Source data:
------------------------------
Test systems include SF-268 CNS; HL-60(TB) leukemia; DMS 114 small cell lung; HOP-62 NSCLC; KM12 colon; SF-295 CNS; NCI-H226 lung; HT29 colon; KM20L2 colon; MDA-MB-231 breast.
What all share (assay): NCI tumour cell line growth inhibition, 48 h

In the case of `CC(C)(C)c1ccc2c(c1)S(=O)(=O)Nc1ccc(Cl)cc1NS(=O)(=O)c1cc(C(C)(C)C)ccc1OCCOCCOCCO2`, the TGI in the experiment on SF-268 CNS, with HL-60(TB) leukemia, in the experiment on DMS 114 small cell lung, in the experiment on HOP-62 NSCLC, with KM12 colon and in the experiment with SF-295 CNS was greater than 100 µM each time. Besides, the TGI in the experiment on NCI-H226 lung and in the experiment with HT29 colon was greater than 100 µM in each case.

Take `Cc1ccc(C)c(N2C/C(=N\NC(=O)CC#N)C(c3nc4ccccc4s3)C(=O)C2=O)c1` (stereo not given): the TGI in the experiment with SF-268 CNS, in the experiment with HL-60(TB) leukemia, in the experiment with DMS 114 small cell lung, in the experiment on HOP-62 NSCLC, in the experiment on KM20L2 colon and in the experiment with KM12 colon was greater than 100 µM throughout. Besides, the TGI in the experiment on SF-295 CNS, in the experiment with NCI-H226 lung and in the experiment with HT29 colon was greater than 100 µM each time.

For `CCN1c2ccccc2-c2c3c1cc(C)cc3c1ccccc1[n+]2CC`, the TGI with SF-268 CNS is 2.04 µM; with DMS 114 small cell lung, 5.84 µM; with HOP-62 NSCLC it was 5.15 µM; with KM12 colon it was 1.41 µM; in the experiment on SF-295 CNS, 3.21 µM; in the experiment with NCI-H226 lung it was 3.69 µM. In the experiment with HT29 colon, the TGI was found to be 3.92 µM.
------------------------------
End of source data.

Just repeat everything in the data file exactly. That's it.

Test systems include SF-268 CNS; HL-60(TB) leukemia; DMS 114 small cell lung; HOP-62 NSCLC; KM12 colon; SF-295 CNS; NCI-H226 lung; HT29 colon; KM20L2 colon; MDA-MB-231 breast.
What all share (assay): NCI tumour cell line growth inhibition, 48 h

In the case of `CC(C)(C)c1ccc2c(c1)S(=O)(=O)Nc1ccc(Cl)cc1NS(=O)(=O)c1cc(C(C)(C)C)ccc1OCCOCCOCCO2`, the TGI in the experiment on SF-268 CNS, with HL-60(TB) leukemia, in the experiment on DMS 114 small cell lung, in the experiment on HOP-62 NSCLC, with KM12 colon and in the experiment with SF-295 CNS was greater than 100 µM each time. Besides, the TGI in the experiment on NCI-H226 lung and in the experiment with HT29 colon was greater than 100 µM in each case.

Take `Cc1ccc(C)c(N2C/C(=N\NC(=O)CC#N)C(c3nc4ccccc4s3)C(=O)C2=O)c1` (stereo not given): the TGI in the experiment with SF-268 CNS, in the experiment with HL-60(TB) leukemia, in the experiment with DMS 114 small cell lung, in the experiment on HOP-62 NSCLC, in the experiment on KM20L2 colon and in the experiment with KM12 colon was greater than 100 µM throughout. Besides, the TGI in the experiment on SF-295 CNS, in the experiment with NCI-H226 lung and in the experiment with HT29 colon was greater than 100 µM each time.

For `CCN1c2ccccc2-c2c3c1cc(C)cc3c1ccccc1[n+]2CC`, the TGI with SF-268 CNS is 2.04 µM; with DMS 114 small cell lung, 5.84 µM; with HOP-62 NSCLC it was 5.15 µM; with KM12 colon it was 1.41 µM; in the experiment on SF-295 CNS, 3.21 µM; in the experiment with NCI-H226 lung it was 3.69 µM. In the experiment with HT29 colon, the TGI was found to be 3.92 µM.